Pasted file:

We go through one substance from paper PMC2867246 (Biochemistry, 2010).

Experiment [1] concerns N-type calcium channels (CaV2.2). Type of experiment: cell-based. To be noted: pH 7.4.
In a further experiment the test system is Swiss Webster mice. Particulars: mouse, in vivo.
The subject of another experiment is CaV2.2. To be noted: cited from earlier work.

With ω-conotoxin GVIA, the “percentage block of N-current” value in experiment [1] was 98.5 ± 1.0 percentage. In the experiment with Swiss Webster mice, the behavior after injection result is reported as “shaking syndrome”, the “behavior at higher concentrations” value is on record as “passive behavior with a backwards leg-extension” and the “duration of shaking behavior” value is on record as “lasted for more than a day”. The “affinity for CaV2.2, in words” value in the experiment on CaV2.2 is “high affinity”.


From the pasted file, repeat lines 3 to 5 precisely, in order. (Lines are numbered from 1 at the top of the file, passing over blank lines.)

In a further experiment the test system is Swiss Webster mice. Particulars: mouse, in vivo.
The subject of another experiment is CaV2.2. To be noted: cited from earlier work.

With ω-conotoxin GVIA, the “percentage block of N-current” value in experiment [1] was 98.5 ± 1.0 percentage. In the experiment with Swiss Webster mice, the behavior after injection result is reported as “shaking syndrome”, the “behavior at higher concentrations” value is on record as “passive behavior with a backwards leg-extension” and the “duration of shaking behavior” value is on record as “lasted for more than a day”. The “affinity for CaV2.2, in words” value in the experiment on CaV2.2 is “high affinity”.